Brothers Monte and Ray leave Oxford to join the Royal Flying Corps. Ray loves Helen; Helen enjoys an affair with Monte; before they leave on their mission over Germany they find her in still another man's arms.
Fisherman Dutch marries cannery worker Hattie. He quits his poorly paid job to concentrate on getting better working conditions as union leader. Unfortunately, the union members disagree ... See full summary »
Two brothers attending Oxford enlist with the RAF when World War I breaks out. Roy and Monte Rutledge have very different personalities. Monte is a freewheeling womanizer, even with his brother's girlfriend Helen. He also proves to have a yellow streak when it comes to his Night Patrol duties. Roy is made of strong moral fiber and attempts to keep his brother in line. Both volunteer for an extremely risky two man bombing mission for different reasons. Monte wants to lose his cowardly reputation and Roy seeks to protect his brother. Their assignment to knock out a strategic German munitions facility is a booming success, but with a squadron of fighters bearing down on them afterwards, escape seems unlikely.Written by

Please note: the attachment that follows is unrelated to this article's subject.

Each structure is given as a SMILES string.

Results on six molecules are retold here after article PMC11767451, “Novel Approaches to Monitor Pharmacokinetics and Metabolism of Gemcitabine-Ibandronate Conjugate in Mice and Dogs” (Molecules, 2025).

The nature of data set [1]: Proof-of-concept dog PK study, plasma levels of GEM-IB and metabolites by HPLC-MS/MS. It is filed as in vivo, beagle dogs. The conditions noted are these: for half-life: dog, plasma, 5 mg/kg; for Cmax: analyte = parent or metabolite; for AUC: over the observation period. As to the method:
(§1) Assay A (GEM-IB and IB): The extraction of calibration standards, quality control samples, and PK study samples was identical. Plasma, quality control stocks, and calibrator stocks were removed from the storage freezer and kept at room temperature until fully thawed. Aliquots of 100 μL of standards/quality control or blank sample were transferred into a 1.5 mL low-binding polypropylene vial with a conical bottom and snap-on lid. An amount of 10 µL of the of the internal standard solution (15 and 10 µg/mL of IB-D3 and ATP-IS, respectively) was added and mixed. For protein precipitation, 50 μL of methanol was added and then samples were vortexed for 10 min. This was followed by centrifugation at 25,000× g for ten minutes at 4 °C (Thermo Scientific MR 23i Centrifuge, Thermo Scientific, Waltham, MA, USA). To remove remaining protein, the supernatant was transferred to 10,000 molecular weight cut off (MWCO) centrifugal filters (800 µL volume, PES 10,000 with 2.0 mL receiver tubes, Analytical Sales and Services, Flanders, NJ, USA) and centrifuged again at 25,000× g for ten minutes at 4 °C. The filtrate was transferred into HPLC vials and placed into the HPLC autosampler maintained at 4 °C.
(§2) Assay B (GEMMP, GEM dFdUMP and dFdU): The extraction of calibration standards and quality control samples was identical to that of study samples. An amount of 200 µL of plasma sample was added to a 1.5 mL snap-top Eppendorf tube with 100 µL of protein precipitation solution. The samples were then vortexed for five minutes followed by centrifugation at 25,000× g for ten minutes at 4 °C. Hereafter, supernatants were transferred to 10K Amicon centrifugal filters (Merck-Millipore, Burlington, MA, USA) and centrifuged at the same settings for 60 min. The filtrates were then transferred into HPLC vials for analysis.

Gary Jackson <email@example.com>
For the 1939 re-release by Astor Pictures, the film was cut to 90 minutes, mostly to eliminate pre-code sequences which were marginally acceptable in 1930, but no longer permitted after 1934; a six minute prologue about the history of aviation was then added to introduce the film. See more »
I saw this movie many years ago, and just tonight on DVD. Wow. This film has been remastered by the UCLA Archives, and the sound is very clear. Clear enough, that you can hear some rather explicit language coming from Monte during the dogfight sequence. And if you understand German, there is even more. Definitely before the Code. This is a Great film, and for those who would criticize the acting, editing, etc, compare it to other films made during the first years of the "talkie era." It stands up very well. Pay special attention to the wounded pilots as they are dying in their planes. Very gritty. The realism of the aerial battles has never been equaled. This film is a true classic. How many other classic films circa 1930 come to mind? Not many.
13 of 14 people found this review helpful.
Was this review helpful to you?
| Report this